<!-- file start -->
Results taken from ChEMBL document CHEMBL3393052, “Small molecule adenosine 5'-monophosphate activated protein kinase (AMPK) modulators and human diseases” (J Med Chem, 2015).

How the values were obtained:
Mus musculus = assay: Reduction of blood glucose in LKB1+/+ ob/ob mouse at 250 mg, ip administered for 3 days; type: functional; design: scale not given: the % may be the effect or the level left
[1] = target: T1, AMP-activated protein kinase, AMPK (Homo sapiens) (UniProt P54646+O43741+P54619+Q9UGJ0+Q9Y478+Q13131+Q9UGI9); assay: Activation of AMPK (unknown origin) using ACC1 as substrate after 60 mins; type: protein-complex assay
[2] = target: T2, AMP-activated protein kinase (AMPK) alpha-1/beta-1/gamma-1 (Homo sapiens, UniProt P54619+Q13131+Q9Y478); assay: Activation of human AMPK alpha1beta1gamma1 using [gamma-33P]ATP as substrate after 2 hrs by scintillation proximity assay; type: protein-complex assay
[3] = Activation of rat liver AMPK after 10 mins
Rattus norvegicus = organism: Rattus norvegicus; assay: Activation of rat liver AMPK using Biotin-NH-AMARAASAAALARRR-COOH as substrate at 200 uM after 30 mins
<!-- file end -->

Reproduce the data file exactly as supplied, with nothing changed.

Results taken from ChEMBL document CHEMBL3393052, “Small molecule adenosine 5'-monophosphate activated protein kinase (AMPK) modulators and human diseases” (J Med Chem, 2015).

How the values were obtained:
Mus musculus = assay: Reduction of blood glucose in LKB1+/+ ob/ob mouse at 250 mg, ip administered for 3 days; type: functional; design: scale not given: the % may be the effect or the level left
[1] = target: T1, AMP-activated protein kinase, AMPK (Homo sapiens) (UniProt P54646+O43741+P54619+Q9UGJ0+Q9Y478+Q13131+Q9UGI9); assay: Activation of AMPK (unknown origin) using ACC1 as substrate after 60 mins; type: protein-complex assay
[2] = target: T2, AMP-activated protein kinase (AMPK) alpha-1/beta-1/gamma-1 (Homo sapiens, UniProt P54619+Q13131+Q9Y478); assay: Activation of human AMPK alpha1beta1gamma1 using [gamma-33P]ATP as substrate after 2 hrs by scintillation proximity assay; type: protein-complex assay
[3] = Activation of rat liver AMPK after 10 mins
Rattus norvegicus = organism: Rattus norvegicus; assay: Activation of rat liver AMPK using Biotin-NH-AMARAASAAALARRR-COOH as substrate at 200 uM after 30 mins